September 10th, 2004
"Criminal" shows us once again that, even with the best of casts and a screenplay co-written by one of the best filmmakers working today (using an ironic pseudonym), it is near impossible to make a great movie about con artists, because of the very nature of the genre itself.
One knows going in that, until the very end, nothing will ever turn out the way you've been set up to believe, so the onus is on making the journey to the end the best it can be. But if the characters are too narrowly drawn, and act the same way we've seen many others in similar situations respond, the trip to the final payoff starts to drag, so when that dénouement finally comes, in a scant 87 minute running time, one is likely to ask themselves "That's it?"
The Argentine drama "Nueve Reinas" followed the tribulations of two small time con artists who team together with an older associate of one of the men to sell a forged set of rare stamps, the Nine Queens, to a businessman about to be deported. The businessman is not allowed to take any of his money out of Argentina, but he could take personal effects, such as a stamp collection. "Criminal" follows much of the same plotline as "Nueve Reinas," transporting the action from Buenos Aires to Los Angeles, and the forged treasure from stamps to a rare Monroe Silver Certificate (an 1878 precursor to today's one hundred dollar bill).
John C. Reilly gets his first opportunity to play the lead in a film, and does a marvelous job as Richard Gaddis, a small time conman who is in need of a new partner. While playing cards in a small time casino, Richard spots Rodrigo (Diego Luna) getting busted trying to pull a swindle on a cocktail waitress. Posing as a cop, Richard fools the casino security guards and gets Rodrigo out of the place before the real cops arrive. After pulling off a few small scams, Richard gets a call from his estranged sister Valerie (Maggie Gyllenhaal), a concierge at a four star hotel, asking him to meet her at her work. When he and Rodrigo arrive, Richard discovers an older acquaintance of his collapsed in the lobby while trying to get upstairs to see a VIP guest, and called out Richard's name as he was falling. The older man explains to Richard why he at the hotel, and asks Richard for his help, thus setting off the chain of events that puts these two grifters into the biggest sting of their careers.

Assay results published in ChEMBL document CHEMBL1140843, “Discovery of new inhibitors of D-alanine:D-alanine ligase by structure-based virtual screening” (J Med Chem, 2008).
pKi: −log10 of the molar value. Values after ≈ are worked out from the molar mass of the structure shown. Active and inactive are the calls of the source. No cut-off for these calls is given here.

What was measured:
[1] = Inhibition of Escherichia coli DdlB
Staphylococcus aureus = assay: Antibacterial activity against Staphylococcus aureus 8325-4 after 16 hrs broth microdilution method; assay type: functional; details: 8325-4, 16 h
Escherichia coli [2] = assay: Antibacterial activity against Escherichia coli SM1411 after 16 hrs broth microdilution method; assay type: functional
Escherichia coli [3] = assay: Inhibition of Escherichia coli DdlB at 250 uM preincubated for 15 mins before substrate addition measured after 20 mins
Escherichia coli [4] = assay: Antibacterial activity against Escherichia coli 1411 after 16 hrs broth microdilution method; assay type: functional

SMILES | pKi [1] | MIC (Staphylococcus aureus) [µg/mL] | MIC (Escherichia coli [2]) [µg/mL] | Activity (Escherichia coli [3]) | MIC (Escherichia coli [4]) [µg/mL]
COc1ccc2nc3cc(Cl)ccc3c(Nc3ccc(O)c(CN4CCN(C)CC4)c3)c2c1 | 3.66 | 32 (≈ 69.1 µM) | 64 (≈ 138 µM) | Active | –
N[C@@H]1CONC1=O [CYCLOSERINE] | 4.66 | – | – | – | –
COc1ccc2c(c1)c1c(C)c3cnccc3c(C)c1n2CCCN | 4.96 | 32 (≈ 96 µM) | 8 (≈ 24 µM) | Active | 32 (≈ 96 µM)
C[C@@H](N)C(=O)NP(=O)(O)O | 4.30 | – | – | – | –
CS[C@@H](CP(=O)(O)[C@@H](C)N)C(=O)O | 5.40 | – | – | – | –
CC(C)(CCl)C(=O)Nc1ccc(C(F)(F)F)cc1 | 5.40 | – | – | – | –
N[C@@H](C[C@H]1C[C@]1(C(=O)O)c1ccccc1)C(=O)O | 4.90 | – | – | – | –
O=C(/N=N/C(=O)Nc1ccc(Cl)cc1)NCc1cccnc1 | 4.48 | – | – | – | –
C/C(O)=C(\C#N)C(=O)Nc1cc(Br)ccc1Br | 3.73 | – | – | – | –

One of the things that is most bothersome about a remake like "Criminal" is that they hew so close to the original film that one wonders why spend all that time and energy creating a new work? Granted, "Nueve Reinas" might not have been the most widely seen film, but an American remake should try to bring more than new actors, a new location and some updated dialogue to the material, not unlike what Cameron Crowe did with "Vanilla Sky" a few years ago. Embrace the source material and let it be your guide, but mold it into your own distinct and unique work. First time director Gregory Jacobs worked as Steven Soderbergh's assistant director on nine films before moving into the director's chair here, and shows here he learned much from his boss, who produced the film under his Section 8 production banner. Jacobs proves himself a skillful craftsman, showing a steady hand with his actors and a good eye for pacing, not resorting to unnecessary camera shenanigans to make his film seem so fashionable.
"Crimimal" is a timeless work, which is also its modest downfall. The conclusion is too slight for the setup, and requires a few too many uncomfortable coincidences to make it all work. Compared to previous caper films, from "The Sting" to "Dirty Rotten Scoundrels," "Criminal" is a notch below in terms of inventiveness and satisfaction. But with a solid cast and a smooth fluidity, it is a film that most will likely find rather enjoyable.
My rating: B